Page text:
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  •  I wish getting rid of all the guns (2+ / 0-)
    Recommended by:
    gerrilea, notrouble

    was the solution. I also endorse getting rid of tools that can be utilized in suicide and getting them away from anyone who is at risk.

    But, getting rid of the guns doesn't solve the problem, sadly. And suicide by other methods is of no benefit to society.

    Please take a moment to click through this link. It is a really good read.

    Here's your Harvard study:

    F. Geographic Comparisons: Gun Ownership and Suicide Rates
    The mantra more guns equal more death and fewer guns equal
    less death is also used to argue that “limiting access to firearms
    could prevent many suicides.”141 Once again, this assertion is directly contradicted by the studies of 36 and 21 nations (respectively)
    which find no statistical relationship. Overall suicide rates
    were no worse in nations with many firearms than in those where
    firearms were far less widespread.142
    Consider the data about European nations in Tables 5 and 6.
    Sweden, with over twice as much gun ownership as neighboring
    Germany and a third more gun suicide, nevertheless has the lower
    overall suicide rate. Greece has nearly three times more gun ownership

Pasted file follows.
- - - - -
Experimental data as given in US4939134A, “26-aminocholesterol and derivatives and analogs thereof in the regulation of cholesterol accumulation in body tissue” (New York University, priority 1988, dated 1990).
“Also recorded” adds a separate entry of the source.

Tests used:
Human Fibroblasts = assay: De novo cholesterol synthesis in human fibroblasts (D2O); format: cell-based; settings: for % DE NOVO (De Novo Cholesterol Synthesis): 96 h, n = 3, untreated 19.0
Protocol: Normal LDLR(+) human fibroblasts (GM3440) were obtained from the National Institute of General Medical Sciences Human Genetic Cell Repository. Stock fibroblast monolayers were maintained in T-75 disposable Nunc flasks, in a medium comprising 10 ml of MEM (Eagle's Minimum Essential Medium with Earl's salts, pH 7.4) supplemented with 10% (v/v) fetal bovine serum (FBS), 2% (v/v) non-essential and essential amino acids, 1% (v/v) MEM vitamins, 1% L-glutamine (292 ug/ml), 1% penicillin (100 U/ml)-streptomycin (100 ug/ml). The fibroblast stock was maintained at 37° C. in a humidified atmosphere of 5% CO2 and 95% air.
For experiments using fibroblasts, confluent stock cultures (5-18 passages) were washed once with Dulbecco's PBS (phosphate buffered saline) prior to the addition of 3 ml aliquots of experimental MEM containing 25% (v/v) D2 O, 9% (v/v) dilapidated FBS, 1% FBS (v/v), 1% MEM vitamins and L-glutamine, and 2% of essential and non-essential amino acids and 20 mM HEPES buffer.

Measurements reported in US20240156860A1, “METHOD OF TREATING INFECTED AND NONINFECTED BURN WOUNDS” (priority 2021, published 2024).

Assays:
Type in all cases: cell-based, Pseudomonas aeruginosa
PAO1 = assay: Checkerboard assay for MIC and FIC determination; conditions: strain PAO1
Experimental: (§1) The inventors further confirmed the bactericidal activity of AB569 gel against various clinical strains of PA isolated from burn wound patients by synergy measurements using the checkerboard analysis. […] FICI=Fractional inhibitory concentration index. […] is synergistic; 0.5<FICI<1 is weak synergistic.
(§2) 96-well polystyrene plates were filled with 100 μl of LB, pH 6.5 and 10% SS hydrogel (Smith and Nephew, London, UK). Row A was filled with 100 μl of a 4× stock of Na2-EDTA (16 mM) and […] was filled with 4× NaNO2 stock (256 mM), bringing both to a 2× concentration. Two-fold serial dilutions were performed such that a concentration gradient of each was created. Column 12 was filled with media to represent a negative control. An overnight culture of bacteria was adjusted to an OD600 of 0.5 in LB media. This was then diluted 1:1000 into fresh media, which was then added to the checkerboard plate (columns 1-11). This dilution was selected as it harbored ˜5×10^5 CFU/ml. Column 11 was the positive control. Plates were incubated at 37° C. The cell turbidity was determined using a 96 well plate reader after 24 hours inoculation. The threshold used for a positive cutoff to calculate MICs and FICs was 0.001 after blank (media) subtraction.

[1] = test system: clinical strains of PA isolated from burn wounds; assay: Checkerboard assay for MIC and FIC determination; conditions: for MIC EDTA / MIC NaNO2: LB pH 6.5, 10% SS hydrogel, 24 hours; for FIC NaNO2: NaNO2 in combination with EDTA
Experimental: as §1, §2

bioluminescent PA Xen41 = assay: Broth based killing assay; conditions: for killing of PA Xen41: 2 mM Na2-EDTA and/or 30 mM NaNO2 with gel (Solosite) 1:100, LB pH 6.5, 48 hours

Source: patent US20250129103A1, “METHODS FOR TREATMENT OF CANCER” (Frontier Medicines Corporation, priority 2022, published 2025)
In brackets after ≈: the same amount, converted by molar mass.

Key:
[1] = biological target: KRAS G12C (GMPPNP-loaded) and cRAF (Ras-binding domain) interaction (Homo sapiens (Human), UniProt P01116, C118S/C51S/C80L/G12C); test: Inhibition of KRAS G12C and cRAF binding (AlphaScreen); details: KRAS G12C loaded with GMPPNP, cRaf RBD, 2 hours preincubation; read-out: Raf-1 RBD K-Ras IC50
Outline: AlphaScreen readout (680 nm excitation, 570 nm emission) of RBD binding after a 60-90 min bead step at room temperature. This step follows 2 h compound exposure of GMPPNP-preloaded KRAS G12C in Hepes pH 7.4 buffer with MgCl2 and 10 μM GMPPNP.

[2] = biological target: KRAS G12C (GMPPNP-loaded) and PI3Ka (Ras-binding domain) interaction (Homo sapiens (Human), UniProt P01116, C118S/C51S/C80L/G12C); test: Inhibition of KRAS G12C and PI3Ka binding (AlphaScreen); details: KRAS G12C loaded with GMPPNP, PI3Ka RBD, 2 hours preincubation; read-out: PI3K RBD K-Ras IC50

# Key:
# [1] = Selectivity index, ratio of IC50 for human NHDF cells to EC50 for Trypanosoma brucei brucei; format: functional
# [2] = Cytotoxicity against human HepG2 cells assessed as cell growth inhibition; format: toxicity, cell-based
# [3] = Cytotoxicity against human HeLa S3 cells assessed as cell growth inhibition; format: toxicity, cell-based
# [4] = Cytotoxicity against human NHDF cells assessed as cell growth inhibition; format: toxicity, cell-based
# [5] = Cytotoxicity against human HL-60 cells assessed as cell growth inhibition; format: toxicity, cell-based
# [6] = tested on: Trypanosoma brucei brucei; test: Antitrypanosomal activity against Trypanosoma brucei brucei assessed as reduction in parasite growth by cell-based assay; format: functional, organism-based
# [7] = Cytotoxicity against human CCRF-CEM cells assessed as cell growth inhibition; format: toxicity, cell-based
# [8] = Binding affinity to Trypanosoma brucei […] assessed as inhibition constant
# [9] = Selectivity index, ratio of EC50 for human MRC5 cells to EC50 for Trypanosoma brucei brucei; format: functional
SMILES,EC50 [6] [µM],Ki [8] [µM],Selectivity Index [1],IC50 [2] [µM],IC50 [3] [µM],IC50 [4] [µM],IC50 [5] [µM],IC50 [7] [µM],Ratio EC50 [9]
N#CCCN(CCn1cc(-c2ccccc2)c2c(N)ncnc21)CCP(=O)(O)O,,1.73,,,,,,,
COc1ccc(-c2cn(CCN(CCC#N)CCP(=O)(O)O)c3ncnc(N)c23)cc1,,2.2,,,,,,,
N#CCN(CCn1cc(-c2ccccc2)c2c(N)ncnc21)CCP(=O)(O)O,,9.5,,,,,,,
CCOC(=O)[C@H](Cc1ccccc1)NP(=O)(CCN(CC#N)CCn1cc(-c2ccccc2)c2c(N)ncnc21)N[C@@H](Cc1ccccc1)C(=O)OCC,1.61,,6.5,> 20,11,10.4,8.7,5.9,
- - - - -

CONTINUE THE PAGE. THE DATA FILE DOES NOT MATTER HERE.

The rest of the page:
than the Czech Republic and somewhat more gun suicide,
    yet the overall Czech suicide rate is over 175% higher than the
    Greek rate. Spain has over 12 times more gun ownership than Poland,
    yet the latter’s overall suicide rate is more than double the
    former’s. Tragically, Finland has over 14 times more gun ownership
    than neighboring Estonia, and a great deal more gun‐related
    suicide. Estonia, however, turns out to have a much higher suicide
    rate than Finland overall.
    There is simply no relationship evident between the extent of
    suicide and the extent of gun ownership. People do not commit
    suicide because they have guns available. In the absence of firearms,
    people who are inclined to commit suicide kill themselves
    some other way.143 Two examples seem as pertinent as they are
    poignant. The first concerns the 1980s increase in suicide among
    young American males, an increase that, although relatively modest,
    inspired perfervid denunciations of gun ownership.144 What
    these denunciations failed to mention was that suicide of teenagers
    and young adults was increasing throughout the entire industrialized
    world, regardless of gun availability, and often much more
    rapidly than in the United States. The only unusual aspect of suicide
    in the United States was that it involved guns. The irrelevancy
    of guns to the increase in American suicide is evident because suicide
    among English youth actually increased 10 times more sharply, with “car exhaust poisoning [being] the method of suicide
    used most often.”145 By omitting such facts, the articles blaming
    guns for increasing American suicide evaded the inconvenience of
    having to explain exactly what social benefit nations with few guns
    received from having their youth suicides occur in other ways.
    •  Sorry but that isn't a study (5+ / 0-)
      Recommended by:
      a2nite, gerrilea, tytalus, 43north, lyvwyr101